17. Algebra task & drill sheets

    CERN Document Server

    Reed, Nat

    2011-01-01

    For grades 6-8, our State Standards-based combined resource meets the algebraic concepts addressed by the NCTM standards and encourages the students to review the concepts in unique ways. The task sheets introduce the mathematical concepts to the students around a central problem taken from real-life experiences, while the drill sheets provide warm-up and timed practice questions for the students to strengthen their procedural proficiency skills. Included are opportunities for problem-solving, patterning, algebraic graphing, equations and determining averages. The combined task & drill sheets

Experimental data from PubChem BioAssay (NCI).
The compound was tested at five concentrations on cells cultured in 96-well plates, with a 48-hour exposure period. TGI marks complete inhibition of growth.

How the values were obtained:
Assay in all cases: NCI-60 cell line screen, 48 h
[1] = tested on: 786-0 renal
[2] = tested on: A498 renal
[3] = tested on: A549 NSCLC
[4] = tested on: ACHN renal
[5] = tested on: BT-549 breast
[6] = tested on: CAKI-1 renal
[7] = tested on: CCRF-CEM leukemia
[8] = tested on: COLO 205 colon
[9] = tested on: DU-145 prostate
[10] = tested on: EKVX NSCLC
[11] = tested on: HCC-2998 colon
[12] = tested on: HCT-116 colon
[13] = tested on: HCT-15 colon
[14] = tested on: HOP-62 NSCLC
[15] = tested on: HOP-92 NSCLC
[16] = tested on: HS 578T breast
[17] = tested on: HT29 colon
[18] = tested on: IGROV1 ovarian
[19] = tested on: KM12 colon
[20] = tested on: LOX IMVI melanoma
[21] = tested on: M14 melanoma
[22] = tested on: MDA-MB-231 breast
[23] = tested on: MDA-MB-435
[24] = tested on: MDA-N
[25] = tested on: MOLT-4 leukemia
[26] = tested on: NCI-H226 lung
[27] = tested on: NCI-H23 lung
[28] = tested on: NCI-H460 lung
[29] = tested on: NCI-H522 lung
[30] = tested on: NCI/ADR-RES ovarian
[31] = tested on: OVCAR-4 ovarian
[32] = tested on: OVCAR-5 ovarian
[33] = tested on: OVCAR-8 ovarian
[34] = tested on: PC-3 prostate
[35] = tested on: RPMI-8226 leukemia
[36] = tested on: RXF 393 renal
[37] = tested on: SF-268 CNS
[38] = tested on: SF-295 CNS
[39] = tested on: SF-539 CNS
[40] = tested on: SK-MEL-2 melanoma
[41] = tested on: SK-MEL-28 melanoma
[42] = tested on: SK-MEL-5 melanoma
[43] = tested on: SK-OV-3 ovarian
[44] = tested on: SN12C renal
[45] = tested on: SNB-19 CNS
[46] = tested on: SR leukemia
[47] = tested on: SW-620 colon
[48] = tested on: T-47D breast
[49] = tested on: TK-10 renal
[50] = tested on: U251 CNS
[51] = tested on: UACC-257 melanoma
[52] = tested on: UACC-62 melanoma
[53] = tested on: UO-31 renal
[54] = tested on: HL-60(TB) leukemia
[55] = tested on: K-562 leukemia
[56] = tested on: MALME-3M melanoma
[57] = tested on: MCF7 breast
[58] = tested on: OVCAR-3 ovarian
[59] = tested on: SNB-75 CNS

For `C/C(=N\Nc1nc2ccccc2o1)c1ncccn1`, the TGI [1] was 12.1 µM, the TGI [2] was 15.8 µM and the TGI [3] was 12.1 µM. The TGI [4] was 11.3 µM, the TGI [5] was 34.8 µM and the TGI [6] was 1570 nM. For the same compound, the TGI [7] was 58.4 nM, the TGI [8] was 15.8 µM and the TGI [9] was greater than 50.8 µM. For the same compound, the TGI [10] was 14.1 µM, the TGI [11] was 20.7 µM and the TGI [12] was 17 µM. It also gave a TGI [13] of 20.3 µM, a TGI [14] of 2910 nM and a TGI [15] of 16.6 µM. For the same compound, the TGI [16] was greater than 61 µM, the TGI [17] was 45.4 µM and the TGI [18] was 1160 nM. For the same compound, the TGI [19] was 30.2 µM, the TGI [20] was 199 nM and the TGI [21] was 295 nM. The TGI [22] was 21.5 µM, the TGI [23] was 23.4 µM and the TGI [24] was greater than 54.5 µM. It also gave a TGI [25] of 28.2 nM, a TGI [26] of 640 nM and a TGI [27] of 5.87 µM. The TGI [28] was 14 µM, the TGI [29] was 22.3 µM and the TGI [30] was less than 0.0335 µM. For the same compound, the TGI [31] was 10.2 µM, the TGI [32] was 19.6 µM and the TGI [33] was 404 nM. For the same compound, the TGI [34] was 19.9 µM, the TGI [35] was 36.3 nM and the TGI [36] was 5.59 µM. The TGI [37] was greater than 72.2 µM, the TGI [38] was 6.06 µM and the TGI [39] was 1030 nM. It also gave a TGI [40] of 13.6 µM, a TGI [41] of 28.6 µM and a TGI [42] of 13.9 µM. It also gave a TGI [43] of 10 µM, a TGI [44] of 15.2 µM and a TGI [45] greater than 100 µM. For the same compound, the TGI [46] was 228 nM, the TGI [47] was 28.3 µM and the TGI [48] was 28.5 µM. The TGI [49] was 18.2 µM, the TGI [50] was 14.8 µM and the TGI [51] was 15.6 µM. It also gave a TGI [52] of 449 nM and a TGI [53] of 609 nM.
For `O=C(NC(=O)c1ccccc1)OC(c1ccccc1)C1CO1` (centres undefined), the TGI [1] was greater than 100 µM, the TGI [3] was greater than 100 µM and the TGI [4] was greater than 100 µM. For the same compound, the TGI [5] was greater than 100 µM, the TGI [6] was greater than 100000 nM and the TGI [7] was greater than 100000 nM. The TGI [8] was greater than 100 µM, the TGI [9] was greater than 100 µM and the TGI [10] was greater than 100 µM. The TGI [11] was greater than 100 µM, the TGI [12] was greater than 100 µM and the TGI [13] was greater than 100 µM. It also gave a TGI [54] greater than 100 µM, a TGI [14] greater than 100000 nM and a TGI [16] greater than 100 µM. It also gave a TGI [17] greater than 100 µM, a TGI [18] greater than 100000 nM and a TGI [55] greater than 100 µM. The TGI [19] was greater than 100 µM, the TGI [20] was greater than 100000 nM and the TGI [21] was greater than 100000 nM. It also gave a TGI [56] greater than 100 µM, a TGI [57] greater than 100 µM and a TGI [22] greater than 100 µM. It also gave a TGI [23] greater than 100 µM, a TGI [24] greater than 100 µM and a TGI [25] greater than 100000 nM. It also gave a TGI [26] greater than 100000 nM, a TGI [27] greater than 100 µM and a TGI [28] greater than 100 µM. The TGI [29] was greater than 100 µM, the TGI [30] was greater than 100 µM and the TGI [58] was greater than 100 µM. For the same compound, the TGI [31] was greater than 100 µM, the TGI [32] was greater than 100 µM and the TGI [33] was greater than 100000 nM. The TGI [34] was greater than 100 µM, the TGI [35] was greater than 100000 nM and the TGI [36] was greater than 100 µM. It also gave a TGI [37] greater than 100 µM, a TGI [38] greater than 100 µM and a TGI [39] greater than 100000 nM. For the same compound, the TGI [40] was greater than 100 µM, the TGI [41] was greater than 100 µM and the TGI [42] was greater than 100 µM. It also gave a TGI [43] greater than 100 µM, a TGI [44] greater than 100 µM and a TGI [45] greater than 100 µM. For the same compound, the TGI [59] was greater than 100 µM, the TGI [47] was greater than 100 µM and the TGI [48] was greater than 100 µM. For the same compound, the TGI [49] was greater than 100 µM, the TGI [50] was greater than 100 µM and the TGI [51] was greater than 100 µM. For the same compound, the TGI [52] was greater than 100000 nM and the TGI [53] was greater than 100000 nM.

18. Algebra task & drill sheets

    CERN Document Server

    Reed, Nat

    2011-01-01

    For grades 3-5, our State Standards-based combined resource meets the algebraic concepts addressed by the NCTM standards and encourages the students to review the concepts in unique ways. The task sheets introduce the mathematical concepts to the students around a central problem taken from real-life experiences, while the drill sheets provide warm-up and timed practice questions for the students to strengthen their procedural proficiency skills. Included are opportunities for problem-solving, patterning, algebraic graphing, equations and determining averages. The combined task & drill sheets

  19. Reclaimability of the spent sand mixture – sand with bentonite – sand with furfuryl resin

    Directory of Open Access Journals (Sweden)

    J. Dańko

    2011-04-01